Oligarchs can do business in Turkey if it's not illegal, says Cavusoglu
Russian oligarchs are welcome in Turkey as both tourists and investors as long as they don't break any rules, according to foreign minister Mevlut Cavusoglu.
Speaking on Saturday to CNBC at the Doha Forum in Qatar, Cavusoglu said: "We implement UN-approved sanctions, so if any Russian citizens want to visit Turkey, of course, they can visit Turkey.
"Now Russians are coming to visit Turkey, that's no problem."
Asked if this meant they could do business in the country, he replied: "So, if you mean that these oligarchs can do any business in Turkey, then of course if it is legal and it is not against international law, I will consider.
"If it is against international law, then that's another story."
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Due to worldwide sanctions, many international companies and Russian oligarchs have left Russia, with some ending up in Turkey.
Two super-yachts belonging to the sanctioned Russian billionaire Roman Abramovich docked in Turkish ports earlier this week.
Istanbul has also become one of the main destinations for Russians fleeing their country.
Turkish President Recep Tayyip Erdogan called on his Russian counterpart, Vladimir Putin, to make an "honourable exit" from the war in Ukraine on Thursday, as the conflict continues to rage.
Speaking to reporters in Brussels during a Nato summit on Thursday, the Turkish president said he would be talking to Putin over the weekend to try and convince him to end the fighting in Ukraine.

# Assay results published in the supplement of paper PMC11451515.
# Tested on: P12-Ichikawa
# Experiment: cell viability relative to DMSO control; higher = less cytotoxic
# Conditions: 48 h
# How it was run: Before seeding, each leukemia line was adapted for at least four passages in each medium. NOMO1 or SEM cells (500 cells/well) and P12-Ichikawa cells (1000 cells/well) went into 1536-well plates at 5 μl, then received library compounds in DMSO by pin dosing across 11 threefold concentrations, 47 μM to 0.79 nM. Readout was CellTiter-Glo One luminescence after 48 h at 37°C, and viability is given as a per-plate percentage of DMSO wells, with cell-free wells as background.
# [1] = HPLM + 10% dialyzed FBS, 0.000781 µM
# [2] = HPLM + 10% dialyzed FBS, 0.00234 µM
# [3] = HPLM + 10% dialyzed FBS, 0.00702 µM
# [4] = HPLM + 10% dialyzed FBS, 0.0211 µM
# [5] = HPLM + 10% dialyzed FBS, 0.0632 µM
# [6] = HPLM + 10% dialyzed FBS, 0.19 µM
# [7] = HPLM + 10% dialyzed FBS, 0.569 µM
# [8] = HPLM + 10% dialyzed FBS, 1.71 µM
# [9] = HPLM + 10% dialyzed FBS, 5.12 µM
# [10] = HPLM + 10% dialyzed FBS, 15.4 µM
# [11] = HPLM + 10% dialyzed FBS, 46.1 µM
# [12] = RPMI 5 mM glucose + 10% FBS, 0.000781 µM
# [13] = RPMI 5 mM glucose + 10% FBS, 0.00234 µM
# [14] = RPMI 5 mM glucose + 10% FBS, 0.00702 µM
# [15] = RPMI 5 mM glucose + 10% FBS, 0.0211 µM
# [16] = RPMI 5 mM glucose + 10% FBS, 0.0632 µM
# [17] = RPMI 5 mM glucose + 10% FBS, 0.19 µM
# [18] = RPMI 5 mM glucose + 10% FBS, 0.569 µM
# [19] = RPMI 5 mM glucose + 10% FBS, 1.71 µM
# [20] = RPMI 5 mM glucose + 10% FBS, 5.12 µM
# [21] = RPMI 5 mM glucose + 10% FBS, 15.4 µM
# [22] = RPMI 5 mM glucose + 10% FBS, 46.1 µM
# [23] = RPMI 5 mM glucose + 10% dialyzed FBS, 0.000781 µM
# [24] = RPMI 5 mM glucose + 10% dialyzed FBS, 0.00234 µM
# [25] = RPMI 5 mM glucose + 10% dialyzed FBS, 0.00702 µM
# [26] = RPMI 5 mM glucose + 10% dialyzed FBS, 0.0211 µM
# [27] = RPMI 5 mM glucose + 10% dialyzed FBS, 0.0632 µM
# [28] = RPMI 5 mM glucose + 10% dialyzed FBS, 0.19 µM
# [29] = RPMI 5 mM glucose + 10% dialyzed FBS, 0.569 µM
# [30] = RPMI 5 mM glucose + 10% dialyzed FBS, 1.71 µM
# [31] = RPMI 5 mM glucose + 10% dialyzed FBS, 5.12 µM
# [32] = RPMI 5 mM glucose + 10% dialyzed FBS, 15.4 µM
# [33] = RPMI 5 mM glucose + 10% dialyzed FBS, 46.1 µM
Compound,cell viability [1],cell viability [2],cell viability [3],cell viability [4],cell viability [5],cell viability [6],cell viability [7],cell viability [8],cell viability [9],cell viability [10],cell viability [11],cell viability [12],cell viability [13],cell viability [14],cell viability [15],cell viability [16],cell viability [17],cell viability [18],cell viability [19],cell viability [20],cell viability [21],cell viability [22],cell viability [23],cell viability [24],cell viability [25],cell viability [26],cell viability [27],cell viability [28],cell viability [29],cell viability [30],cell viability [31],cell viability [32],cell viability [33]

"I will look for ways to end this issue by telling him to become an architect for peace and make an honourable exit," Erdogan told the journalists who accompanied him.
Erdogan also said that Turkey would welcome any international companies leaving Russia.
"We will also keep our doors open to the capital groups that would like to park their potential in Turkey," he said, without specifying whether that would be Russian capital - including that of the oligarchs - fleeing the country.
Turkey has repeatedly said it would impose only UN sanctions, not specific unilateral sanctions against Moscow.
The Turkish economy is reliant on the income from Ukrainian and Russian tourists, and experts expect a dramatic drop in arrivals this year.
However, Erdogan said Turkey and Russia were negotiating a way to use the rouble and Turkish lira for tourism as Putin promised the Turkish leader he would encourage Russians to travel to Turkey.
He added that Turkey couldn't brush off its relations with Russia because of the interdependence on energy. He said he couldn't abandon Turkish people to the cold and stop Turkish industrial work by cutting Russian gas imports.
"We are purchasing half of our gas from Russia," Erdogan said. "We are building the Akkuyu Nuclear Energy Plant with Russia."
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